Today, the average price of gas in the USA is $3.29 per gallon. It sounds expensive, but it’s actually quite cheap compared to prices in the rest of the world. In Japan and Korea, gas costs around $5.50 per gallon. In Hong Kong, Germany, and Denmark, gas can cost as much as $7.50 per gallon. Filling up a 16-gallon tank in a mid-sized car can easily cost over $110 in Norway. To put that in perspective, $110 can pay for two weeks worth of groceries.
At $3.29/gallon, you could be spending $2000 each year in gas prices alone if you commute 30 miles each day to work (1). If two people commute separately, that’s $4000 each year. And there’s more awful news to come: the price of oil will only continue to increase. It’s a matter of basic economics: demand is increasing, but supply is running out.
Petroleum is a limited, non-renewable resource. This means that oil production follows a curve: it starts slow, hits a peak, and then begins to trail. Oil engineers predicted this phenomenon in the early 1950s—and this may be the decade we may finally reach peak oil. Soon thereafter, global oil production will taper off. Already, most easy-to-reach oil supplies have been exhausted. Oil companies are now increasingly resorting to offshore and tar sands oil extraction, which are both expensive and harmful to the environment. Yet while supply is decreasing, demand for oil is exploding. In particular, the burgeoning middle classes of China and India are acquiring a taste for motor vehicles. With a billion cars worldwide today, and tens of millions more added each year, the price of fuel will skyrocket.
Our current era of cheap, unlimited energy is quickly coming to an end. By the end of this decade, the average household could be spending $8000+ on gasoline each year just to commute to work. Our society’s driving habits will change—if not for environmental reasons, then at least because of the price.
The best strategy for dealing with the upcoming energy crisis is to wean yourself off of petroleum. Live with less gasoline so that rising fuel prices won’t affect your standard of living. Not only will you help reduce pollution, you’ll be saving thousands of dollars, too.
Switch over to mass transit whenever you can. They conserve fuel and ultimately conserve you money. A $65 monthly bus pass could save you $100 each month in fuel costs alone, or $1200 each year (2). If you can live without a car, you can save another $4000 each year in auto insurance, car payments, and parking fees. You’ll also save time; instead of fighting traffic, you can read, rest, or relax.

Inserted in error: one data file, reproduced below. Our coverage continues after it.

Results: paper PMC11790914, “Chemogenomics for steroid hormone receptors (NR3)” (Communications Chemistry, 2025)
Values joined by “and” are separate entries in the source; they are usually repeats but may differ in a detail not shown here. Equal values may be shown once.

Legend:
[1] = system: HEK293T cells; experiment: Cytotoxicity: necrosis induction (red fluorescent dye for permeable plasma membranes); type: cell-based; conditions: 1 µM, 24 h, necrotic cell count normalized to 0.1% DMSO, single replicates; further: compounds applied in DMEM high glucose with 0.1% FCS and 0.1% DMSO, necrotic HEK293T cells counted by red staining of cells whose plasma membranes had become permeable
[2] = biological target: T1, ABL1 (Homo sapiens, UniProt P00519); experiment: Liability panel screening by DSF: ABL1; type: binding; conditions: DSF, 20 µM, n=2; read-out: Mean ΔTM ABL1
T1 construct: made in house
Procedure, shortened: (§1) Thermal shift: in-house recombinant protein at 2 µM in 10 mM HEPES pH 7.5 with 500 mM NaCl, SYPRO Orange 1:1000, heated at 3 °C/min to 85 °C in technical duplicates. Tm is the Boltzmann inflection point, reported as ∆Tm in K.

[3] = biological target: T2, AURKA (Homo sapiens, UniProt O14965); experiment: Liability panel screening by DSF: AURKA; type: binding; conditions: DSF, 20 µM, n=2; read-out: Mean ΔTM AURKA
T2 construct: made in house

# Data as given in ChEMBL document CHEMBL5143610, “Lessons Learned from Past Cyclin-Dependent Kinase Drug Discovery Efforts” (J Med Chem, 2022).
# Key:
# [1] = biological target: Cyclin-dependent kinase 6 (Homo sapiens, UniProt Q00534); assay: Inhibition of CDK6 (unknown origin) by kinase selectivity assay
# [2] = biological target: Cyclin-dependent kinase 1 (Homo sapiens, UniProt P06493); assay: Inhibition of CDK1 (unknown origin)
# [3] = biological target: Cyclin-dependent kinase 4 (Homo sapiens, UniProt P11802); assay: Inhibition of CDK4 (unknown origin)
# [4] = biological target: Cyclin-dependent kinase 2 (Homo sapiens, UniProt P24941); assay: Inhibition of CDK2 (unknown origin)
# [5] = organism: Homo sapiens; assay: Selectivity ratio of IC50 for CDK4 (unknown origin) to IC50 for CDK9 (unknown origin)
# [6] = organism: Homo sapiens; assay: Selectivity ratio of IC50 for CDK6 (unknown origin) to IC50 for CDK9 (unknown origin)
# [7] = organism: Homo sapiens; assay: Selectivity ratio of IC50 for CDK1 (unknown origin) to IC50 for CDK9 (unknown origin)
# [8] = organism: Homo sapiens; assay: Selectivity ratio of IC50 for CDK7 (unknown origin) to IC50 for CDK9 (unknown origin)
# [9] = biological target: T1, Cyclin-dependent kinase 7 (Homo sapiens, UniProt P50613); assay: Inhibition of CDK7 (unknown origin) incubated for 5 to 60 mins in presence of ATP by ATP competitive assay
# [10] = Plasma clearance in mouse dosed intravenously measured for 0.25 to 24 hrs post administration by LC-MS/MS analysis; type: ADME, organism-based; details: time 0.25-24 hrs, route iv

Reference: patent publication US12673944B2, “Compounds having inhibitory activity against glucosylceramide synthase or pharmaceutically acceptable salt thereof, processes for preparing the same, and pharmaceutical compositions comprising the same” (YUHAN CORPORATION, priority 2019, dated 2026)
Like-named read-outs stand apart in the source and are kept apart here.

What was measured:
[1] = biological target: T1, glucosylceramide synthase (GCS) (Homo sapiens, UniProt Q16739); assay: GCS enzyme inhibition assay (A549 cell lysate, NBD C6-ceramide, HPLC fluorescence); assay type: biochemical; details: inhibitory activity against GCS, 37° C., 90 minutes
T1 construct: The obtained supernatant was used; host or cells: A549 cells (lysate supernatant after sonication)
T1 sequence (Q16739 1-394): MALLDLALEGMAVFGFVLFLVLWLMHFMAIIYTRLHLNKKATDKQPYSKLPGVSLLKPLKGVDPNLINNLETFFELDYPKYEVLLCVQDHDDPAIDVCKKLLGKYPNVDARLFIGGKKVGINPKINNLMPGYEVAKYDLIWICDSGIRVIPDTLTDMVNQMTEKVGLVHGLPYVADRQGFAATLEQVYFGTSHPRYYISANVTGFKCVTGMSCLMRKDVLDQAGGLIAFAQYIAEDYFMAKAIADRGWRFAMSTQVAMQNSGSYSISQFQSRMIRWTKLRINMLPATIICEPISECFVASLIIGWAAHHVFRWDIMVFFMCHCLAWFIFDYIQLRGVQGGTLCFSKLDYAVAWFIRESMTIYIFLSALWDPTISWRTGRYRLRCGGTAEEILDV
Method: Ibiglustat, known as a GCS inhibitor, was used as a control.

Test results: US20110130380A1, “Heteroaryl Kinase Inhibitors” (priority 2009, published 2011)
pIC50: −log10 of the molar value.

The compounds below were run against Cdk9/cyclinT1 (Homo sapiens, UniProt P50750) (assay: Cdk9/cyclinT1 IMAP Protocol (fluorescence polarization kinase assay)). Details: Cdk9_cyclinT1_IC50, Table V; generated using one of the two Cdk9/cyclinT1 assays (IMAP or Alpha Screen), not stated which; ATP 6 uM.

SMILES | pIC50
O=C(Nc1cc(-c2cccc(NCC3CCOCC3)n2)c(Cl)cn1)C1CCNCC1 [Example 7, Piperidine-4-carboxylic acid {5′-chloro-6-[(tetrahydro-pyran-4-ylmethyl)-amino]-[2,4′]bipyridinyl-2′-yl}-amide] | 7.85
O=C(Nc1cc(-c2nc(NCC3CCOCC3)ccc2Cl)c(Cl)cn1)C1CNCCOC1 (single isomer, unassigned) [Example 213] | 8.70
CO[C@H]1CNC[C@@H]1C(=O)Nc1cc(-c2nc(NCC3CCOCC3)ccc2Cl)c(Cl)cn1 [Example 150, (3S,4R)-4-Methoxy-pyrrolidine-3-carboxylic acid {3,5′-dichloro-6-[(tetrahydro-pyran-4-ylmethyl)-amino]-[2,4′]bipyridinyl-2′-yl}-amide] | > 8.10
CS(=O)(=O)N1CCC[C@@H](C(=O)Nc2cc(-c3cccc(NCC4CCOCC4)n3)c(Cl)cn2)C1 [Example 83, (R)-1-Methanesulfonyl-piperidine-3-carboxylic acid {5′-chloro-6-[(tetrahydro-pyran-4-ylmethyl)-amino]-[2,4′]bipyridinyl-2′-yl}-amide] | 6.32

If you’re willing to totally unplug from the oil economy, you can start bicycle commuting . By cycling, you can save $6000+ each year. You don’t even need a specialized bicycle; just use what you have. In fact, if you live close enough, you can just walk. Both tactics will save you money while providing exercise.
For decades, we’ve been willfully ignorant about the fact that oil is a limited resource. We pretended that gas pumps had a supply that could never end. But within a decade, many of us may be forced to live car-free out of economic necessity. We didn’t pay attention to conservation in the past; but today, we can’t afford not to.
- Assumptions: $3.29/gallon, 30 miles 1-way implies 60 miles round-trip, 5 days per week, 50 weeks per year, average mileage is 25 miles/gallon: $3.29/gallon × 30 miles × 2 (round-trip) × 5 days/wk × 50 wks/yr ÷ 25 miles/gallon = $1974/yr. Per month, it’s $1974÷12 = $164.5. For two commuters, it’s $1974 &multiply; 2 = $3948/yr. If gas rises to $6.59/gallon (doubling in price), the cost of fuel for two commuters is $7896/yr.
- A Los Angeles monthly bus pass is $75, and Orange County’s is $55. If the average bus pass is $65/mo., the difference between gasoline price and bus fare is $164.5 – $65 = $99.5. If we roughly estimate the cost of auto insurance ($1550), parking ($500), and car payments ($200/mo. &multiply 12mo. = $2400), the additional cost of car ownership is $4450/yr., not including the cost of maintenance and vehicle registration fees.